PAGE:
As a threshold matter, we question whether Gibson properly preserved this issue for appellate review. Gibson’s counsel did not immediately object to Porche’s reference to Gibson’s status as a parolee. Counsel allowed the State to complete its direct examination before any objection to the testimony was verbalized. Instead of contemporaneously objecting to the testimony, counsel moved for a mistrial. Additionally, Gibson’s counsel refused the trial judge’s offer to issue a curative instruction. In view of these procedural errors, we believe Gibson waived any challenge to Porche’s statement. See State v. Moultrie, 316 S.C. 547, 555-56, 451 S.E.2d 34, 39 (
Even if properly preserved, we find Gibson’s argument to be without merit. The decision whether to grant or deny a motion for a mistrial is within the sound discretion of the trial judge and will not be overturned on appeal absent an abuse of discretion amounting to an error of law. State v. Council, 335 S.C. 1, 12, 515 S.E.2d 508, 514 (1999). “The power of a court to declare a mistrial ought to be used with the greatest caution under urgent circumstances, and for very plain and obvious causes” stated on the record by the trial judge. State v. Kirby, 269 S.C. 25, 28, 236 S.E.2d 33, 34 (1977).
A mistrial should only be granted when “absolutely necessary,” and a defendant must show both error and resulting prejudice in order to be entitled to a mistrial. State v. Harris, 340 S.C. 59, 63, 530 S.E.2d 626, 628 (2000). “Whether a mistrial is manifestly necessary is a fact specific inquiry.” State v. Rowlands, 343 S.C. 454, 457, 539 S.E.2d 717, 719 (Ct. App. 2000). “[T]he trial judge should exhaust other methods to cure possible prejudice before aborting a trial.” Council, 335 S.C. at 13, 515 S.E.2d at 514.
In the instant case, Porche’s statement was a vague and isolated comment regarding Gibson status as a parolee. Moreover, our appellate courts have found a mistrial was not warranted where a trial judge admitted even more egregious testimony implicating a defendant’s prior record. See, e.g., Council, 335 S.C. at 12-13, 515 S.E.2d at 513-14 (affirming trial judge’s refusal to grant a mistrial where SLED agent testified that he retrieved defendant’s fingerprint card from SLED records for comparison); State v. George, 323 S.C. 496, 510-11, 476 S.E.2d 903, 912 (1996) (finding mistrial was not warranted where witness’s reference to defendant’s possible drug dealing was vague and no testimony was presented establishing this behavior); State v. Creech, 314 S.C. 76, 81-82, 441 S.E.2d 635, 638 (Ct. App. 1993) (holding trial judge did not abuse his discretion in denying defendant’s motion for a mistrial where officer testified that he obtained warrants for defendant’s arrest and contacted “the Probation Officer”). Accordingly, we conclude the trial judge did not abuse his discretion in denying Gibson’s motion for a mistrial.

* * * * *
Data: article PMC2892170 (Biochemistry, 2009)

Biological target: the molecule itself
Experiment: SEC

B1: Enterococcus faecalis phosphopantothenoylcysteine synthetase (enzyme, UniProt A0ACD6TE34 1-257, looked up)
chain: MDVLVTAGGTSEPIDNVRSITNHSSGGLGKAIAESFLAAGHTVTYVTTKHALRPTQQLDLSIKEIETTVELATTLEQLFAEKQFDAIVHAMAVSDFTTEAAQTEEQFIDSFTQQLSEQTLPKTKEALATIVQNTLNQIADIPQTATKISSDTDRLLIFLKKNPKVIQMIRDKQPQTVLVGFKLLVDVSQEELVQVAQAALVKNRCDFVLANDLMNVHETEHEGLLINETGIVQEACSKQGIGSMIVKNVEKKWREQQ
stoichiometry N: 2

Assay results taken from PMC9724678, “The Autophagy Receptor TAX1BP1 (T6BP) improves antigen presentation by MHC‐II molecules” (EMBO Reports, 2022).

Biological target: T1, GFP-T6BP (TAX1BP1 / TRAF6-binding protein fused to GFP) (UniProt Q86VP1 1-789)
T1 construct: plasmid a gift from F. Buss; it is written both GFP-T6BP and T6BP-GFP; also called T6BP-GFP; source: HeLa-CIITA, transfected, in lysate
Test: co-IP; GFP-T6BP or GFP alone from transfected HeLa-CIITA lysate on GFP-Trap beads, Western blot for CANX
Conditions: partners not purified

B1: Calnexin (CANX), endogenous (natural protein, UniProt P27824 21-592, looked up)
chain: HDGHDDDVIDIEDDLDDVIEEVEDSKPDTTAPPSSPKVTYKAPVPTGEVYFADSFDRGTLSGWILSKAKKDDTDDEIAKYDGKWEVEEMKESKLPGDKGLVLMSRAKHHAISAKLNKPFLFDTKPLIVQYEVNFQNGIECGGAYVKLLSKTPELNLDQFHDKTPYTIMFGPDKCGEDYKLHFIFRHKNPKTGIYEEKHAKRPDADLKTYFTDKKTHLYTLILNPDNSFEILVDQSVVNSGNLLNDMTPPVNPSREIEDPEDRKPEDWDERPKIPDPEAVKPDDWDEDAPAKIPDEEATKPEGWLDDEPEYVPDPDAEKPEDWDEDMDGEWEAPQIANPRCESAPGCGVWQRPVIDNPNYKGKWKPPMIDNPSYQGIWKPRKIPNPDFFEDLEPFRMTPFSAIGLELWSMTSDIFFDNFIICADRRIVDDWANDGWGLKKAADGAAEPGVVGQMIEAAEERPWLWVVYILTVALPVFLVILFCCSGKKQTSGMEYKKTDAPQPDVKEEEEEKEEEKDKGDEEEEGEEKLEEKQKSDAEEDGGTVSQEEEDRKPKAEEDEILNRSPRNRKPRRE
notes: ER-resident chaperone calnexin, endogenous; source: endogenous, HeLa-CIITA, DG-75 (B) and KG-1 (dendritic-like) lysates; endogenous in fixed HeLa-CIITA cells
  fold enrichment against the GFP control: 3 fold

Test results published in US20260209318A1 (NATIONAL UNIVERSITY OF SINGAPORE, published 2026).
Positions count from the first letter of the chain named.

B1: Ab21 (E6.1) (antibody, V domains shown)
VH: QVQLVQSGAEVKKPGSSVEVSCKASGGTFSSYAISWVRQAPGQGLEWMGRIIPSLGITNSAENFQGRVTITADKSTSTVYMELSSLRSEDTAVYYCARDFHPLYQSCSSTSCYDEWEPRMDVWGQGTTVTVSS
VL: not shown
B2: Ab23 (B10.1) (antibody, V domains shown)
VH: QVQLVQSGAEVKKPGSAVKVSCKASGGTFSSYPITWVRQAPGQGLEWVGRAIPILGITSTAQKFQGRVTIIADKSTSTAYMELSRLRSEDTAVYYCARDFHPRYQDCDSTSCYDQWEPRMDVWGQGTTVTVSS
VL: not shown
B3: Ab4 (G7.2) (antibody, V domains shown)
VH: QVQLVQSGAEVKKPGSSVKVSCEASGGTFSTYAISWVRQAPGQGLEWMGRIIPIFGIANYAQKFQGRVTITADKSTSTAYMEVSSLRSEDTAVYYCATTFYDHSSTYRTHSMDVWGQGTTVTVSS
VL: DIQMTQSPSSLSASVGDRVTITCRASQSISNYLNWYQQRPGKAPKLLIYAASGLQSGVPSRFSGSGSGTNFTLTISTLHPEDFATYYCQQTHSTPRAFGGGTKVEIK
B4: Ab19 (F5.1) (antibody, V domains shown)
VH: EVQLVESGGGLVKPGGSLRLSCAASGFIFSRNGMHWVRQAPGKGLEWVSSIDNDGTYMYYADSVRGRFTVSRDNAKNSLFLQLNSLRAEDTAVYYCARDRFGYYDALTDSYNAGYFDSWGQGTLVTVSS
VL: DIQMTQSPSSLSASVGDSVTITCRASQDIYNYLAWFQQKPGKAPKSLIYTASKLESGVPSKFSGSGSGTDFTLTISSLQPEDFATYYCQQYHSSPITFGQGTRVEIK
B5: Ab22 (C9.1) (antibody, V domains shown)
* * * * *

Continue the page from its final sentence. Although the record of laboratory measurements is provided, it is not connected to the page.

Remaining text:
Even if the judge’s decision to deny Gibson’s motion for a mistrial constituted error, we find any error would be deemed harmless. Whether an error is harmless depends upon the circumstances of the specific case. State v. Taylor, 333 S.C. 159, 172, 508 S.E.2d 870, 876 (1998). Error is harmless when it could not have reasonably affected the result of the trial. State v. Key, 256 S.C. 90, 93-94, 180 S.E.2d 888, 889-90 (1971). “[W]here a review of the entire record establishes the error is harmless beyond a reasonable doubt, the conviction should not be reversed.” State v. Pickens, 320 S.C. 528, 531, 466 S.E.2d 364, 366 (1996).
Based on the foregoing, Gibson’s convictions and sentences are
HUFF, STILWELL, and BEATTY, JJ., concur.
 Because oral argument would not aid the court in resolving the issues on appeal, we decide this case without oral argument pursuant to Rule 215, SCACR.